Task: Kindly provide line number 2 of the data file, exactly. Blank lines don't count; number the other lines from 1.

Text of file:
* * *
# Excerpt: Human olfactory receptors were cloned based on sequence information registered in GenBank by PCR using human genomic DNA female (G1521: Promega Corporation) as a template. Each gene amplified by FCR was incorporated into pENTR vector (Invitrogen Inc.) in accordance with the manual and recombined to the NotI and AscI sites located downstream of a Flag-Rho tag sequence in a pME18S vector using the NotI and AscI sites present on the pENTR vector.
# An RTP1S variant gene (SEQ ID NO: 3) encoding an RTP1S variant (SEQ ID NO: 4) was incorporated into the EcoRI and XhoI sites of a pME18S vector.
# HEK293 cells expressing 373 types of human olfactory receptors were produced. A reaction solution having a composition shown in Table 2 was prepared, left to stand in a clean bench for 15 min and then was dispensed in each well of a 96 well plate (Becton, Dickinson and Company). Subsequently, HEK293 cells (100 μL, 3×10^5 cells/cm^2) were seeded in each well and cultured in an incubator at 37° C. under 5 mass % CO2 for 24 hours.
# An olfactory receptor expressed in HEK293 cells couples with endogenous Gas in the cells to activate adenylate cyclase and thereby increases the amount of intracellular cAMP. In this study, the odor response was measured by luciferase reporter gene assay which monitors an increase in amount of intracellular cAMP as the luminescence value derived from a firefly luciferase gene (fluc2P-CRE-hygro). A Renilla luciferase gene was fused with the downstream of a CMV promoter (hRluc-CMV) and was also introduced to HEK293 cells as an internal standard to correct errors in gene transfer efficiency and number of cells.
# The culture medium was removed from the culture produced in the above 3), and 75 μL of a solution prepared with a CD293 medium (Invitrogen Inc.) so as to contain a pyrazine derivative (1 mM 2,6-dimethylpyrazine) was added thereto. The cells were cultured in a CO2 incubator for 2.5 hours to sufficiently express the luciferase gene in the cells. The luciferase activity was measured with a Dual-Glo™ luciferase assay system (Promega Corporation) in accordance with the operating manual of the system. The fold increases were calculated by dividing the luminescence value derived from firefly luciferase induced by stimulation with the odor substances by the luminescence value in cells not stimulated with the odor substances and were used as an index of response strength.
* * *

# An RTP1S variant gene (SEQ ID NO: 3) encoding an RTP1S variant (SEQ ID NO: 4) was incorporated into the EcoRI and XhoI sites of a pME18S vector.